Perhaps the most widely heard response to the peak oil argument is that the world has lots of oil left. To those who understand the peak oil problem, this is a non sequitur. The typical counterargument begins with “Yes, but…” followed by a lengthy disquisition on the difference between stocks and flows of a resource, the geology of oil wells, and the various types of oil.

Often what the listener thinks he or she hears is that the cornucopian thinkers are right. But, less often does the listener understand enough to take the problem seriously.

Herein lies a critical communications problem. Perhaps the most crucial argument to the peak oil debate–that there is a huge difference between how much of a resource is theoretically available on planet Earth and how rapidly we can extract it–is too difficult to explain the way we have been explaining it. Perhaps we need some new approaches for explaining this and other aspects of peak oil.

To start let’s look at the obstacles we face. First, the public wants to believe that men (and it is mostly men) in nice suits with PhDs and expertise in the oil business know what they are talking about. And, it wants to believe that the government’s experts wouldn’t overlook something as important as oil supplies; and sure enough, those private and government experts predict that all will be well for at least three decades.

Second, most of the public believes that even if something is increasingly difficult to do–for instance, pull oil out of the Earth’s crust–technology will find a way to overcome the difficulty.

Third, the public has been largely conditioned to believe that technology will find substitutes for oil, introduce them over time, and provide a more or less seamless transition to a new energy economy.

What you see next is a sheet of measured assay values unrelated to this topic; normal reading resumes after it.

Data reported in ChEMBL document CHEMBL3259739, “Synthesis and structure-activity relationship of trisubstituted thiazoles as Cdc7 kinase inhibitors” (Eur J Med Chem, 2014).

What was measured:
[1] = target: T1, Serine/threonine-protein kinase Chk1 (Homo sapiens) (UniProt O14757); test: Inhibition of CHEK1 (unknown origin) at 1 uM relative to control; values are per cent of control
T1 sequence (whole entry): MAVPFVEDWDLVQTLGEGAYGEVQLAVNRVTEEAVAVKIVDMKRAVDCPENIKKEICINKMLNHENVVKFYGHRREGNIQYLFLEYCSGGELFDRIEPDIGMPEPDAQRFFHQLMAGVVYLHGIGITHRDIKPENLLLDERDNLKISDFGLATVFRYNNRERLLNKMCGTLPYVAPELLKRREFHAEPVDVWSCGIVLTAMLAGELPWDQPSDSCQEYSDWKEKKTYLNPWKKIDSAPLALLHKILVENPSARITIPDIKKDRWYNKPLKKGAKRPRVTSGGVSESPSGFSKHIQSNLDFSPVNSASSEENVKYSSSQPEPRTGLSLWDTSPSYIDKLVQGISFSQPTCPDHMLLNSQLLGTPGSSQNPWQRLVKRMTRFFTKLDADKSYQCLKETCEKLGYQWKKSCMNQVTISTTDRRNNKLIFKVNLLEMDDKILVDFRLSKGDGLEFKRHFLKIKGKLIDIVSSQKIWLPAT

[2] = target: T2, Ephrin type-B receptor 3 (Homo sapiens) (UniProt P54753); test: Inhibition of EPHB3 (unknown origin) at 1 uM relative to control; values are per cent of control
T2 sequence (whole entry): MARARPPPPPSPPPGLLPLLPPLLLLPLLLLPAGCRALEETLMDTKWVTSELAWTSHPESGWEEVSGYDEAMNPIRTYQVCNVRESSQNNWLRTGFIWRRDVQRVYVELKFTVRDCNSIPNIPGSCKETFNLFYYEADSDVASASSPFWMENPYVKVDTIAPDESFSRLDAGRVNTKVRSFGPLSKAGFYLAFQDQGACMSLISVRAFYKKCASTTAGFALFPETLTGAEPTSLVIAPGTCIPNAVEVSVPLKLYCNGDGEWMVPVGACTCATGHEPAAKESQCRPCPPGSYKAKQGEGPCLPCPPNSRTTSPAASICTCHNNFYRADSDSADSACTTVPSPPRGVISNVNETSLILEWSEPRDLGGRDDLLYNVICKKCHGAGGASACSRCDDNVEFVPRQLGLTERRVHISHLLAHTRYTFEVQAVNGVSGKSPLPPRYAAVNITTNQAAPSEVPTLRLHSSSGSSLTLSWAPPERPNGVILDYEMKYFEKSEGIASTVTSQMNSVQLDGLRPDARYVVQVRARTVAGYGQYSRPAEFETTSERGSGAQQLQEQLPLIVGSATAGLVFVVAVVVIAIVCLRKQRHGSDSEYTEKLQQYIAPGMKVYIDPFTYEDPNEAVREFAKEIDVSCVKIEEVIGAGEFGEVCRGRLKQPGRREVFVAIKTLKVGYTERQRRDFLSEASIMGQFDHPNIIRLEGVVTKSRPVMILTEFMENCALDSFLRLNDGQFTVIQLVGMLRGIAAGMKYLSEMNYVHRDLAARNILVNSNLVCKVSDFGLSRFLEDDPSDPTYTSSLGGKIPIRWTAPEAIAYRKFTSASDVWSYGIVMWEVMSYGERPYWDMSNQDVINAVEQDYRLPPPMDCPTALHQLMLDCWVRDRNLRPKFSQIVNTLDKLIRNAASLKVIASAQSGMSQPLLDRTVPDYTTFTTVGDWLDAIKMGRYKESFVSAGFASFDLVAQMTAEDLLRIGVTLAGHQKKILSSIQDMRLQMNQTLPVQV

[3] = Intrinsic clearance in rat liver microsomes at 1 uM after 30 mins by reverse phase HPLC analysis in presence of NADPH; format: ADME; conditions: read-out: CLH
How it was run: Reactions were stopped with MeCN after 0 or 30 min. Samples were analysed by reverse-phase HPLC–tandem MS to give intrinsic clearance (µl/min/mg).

Fourth, most people want to believe all is well because that belief is the most convenient one for the lives they now lead. Most people do not regard change, especially radical change, as good.

Fifth, most people find that the vast majority of those around them seem unconcerned about peak oil. This is an extremely powerful influence. People will ask themselves, “If this is such a critical problem, why do so few people seem alarmed?” (What’s missing in their thinking, of course, is that this lack of concern could be the result of so few people knowing anything about peak oil.)

Trying to make progress against these assumptions and the mindset that goes with them seems insuperable. But, those who grasp the peak oil problem usually feel that they must at least try.

Let’s take each obstacle in turn. First, it’s tempting to trash such “men in suits” as Daniel Yergin. I’ve done it myself. But turning what is arguably one the most critical issues we now face into a discussion of personalities and questionable motives may only confuse any newcomer to the issue. Peak oil and its ramifications are a highly complex story. It is difficult for most people to come to an informed opinion about that story quickly.

And, rather than attempt a comprehensive explanation of, say, stocks and flows as mentioned above, the aim I think at first should be to plant doubts about the “official story.” Discuss a few key problems such as phantom, unverified reserves in the Middle East; rapid unforeseen declines in North Sea oil production; and falling new discoveries. This opens up avenues of inquiry for listeners. What those listeners subsequently discover on their own has much more impact than anything they are force-fed. Pressing the peak oil issue too hard will inevitably create resistance.